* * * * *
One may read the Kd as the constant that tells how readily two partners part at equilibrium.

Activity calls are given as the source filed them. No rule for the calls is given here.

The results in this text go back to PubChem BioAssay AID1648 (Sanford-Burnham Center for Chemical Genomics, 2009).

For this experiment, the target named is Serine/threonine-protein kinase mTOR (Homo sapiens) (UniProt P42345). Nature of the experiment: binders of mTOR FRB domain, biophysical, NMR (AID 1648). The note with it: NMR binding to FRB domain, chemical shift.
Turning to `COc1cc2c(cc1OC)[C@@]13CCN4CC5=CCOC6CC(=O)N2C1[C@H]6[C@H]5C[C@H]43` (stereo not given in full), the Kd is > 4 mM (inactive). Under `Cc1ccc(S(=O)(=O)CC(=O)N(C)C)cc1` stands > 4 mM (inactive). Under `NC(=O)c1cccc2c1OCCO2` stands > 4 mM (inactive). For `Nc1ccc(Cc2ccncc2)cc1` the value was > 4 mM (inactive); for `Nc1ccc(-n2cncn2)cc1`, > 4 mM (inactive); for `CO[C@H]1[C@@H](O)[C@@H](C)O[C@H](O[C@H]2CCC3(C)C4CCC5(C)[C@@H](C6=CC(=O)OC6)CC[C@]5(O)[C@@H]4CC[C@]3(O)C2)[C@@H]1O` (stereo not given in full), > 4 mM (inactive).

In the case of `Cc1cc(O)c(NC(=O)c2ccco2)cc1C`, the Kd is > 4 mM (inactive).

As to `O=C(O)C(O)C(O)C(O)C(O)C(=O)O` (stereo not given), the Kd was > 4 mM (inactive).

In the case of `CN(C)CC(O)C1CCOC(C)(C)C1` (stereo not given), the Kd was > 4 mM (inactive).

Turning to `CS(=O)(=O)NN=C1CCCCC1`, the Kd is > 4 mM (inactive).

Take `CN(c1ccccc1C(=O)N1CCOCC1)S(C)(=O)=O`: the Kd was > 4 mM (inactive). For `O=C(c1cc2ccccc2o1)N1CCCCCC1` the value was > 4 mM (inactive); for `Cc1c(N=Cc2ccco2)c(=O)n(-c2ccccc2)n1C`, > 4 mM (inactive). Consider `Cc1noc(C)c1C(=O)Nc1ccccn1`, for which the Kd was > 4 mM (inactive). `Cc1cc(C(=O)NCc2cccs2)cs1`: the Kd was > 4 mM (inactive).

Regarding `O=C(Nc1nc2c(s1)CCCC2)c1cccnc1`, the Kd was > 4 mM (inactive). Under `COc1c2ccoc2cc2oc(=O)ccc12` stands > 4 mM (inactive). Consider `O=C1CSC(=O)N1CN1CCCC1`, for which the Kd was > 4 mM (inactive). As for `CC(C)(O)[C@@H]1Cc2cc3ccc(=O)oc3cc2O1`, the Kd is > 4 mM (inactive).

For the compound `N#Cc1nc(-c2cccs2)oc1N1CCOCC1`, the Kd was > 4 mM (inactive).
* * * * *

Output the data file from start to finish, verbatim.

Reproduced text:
One may read the Kd as the constant that tells how readily two partners part at equilibrium.

Activity calls are given as the source filed them. No rule for the calls is given here.

The results in this text go back to PubChem BioAssay AID1648 (Sanford-Burnham Center for Chemical Genomics, 2009).

For this experiment, the target named is Serine/threonine-protein kinase mTOR (Homo sapiens) (UniProt P42345). Nature of the experiment: binders of mTOR FRB domain, biophysical, NMR (AID 1648). The note with it: NMR binding to FRB domain, chemical shift.
Turning to `COc1cc2c(cc1OC)[C@@]13CCN4CC5=CCOC6CC(=O)N2C1[C@H]6[C@H]5C[C@H]43` (stereo not given in full), the Kd is > 4 mM (inactive). Under `Cc1ccc(S(=O)(=O)CC(=O)N(C)C)cc1` stands > 4 mM (inactive). Under `NC(=O)c1cccc2c1OCCO2` stands > 4 mM (inactive). For `Nc1ccc(Cc2ccncc2)cc1` the value was > 4 mM (inactive); for `Nc1ccc(-n2cncn2)cc1`, > 4 mM (inactive); for `CO[C@H]1[C@@H](O)[C@@H](C)O[C@H](O[C@H]2CCC3(C)C4CCC5(C)[C@@H](C6=CC(=O)OC6)CC[C@]5(O)[C@@H]4CC[C@]3(O)C2)[C@@H]1O` (stereo not given in full), > 4 mM (inactive).

In the case of `Cc1cc(O)c(NC(=O)c2ccco2)cc1C`, the Kd is > 4 mM (inactive).

As to `O=C(O)C(O)C(O)C(O)C(O)C(=O)O` (stereo not given), the Kd was > 4 mM (inactive).

In the case of `CN(C)CC(O)C1CCOC(C)(C)C1` (stereo not given), the Kd was > 4 mM (inactive).

Turning to `CS(=O)(=O)NN=C1CCCCC1`, the Kd is > 4 mM (inactive).

Take `CN(c1ccccc1C(=O)N1CCOCC1)S(C)(=O)=O`: the Kd was > 4 mM (inactive). For `O=C(c1cc2ccccc2o1)N1CCCCCC1` the value was > 4 mM (inactive); for `Cc1c(N=Cc2ccco2)c(=O)n(-c2ccccc2)n1C`, > 4 mM (inactive). Consider `Cc1noc(C)c1C(=O)Nc1ccccn1`, for which the Kd was > 4 mM (inactive). `Cc1cc(C(=O)NCc2cccs2)cs1`: the Kd was > 4 mM (inactive).

Regarding `O=C(Nc1nc2c(s1)CCCC2)c1cccnc1`, the Kd was > 4 mM (inactive). Under `COc1c2ccoc2cc2oc(=O)ccc12` stands > 4 mM (inactive). Consider `O=C1CSC(=O)N1CN1CCCC1`, for which the Kd was > 4 mM (inactive). As for `CC(C)(O)[C@@H]1Cc2cc3ccc(=O)oc3cc2O1`, the Kd is > 4 mM (inactive).

For the compound `N#Cc1nc(-c2cccs2)oc1N1CCOCC1`, the Kd was > 4 mM (inactive).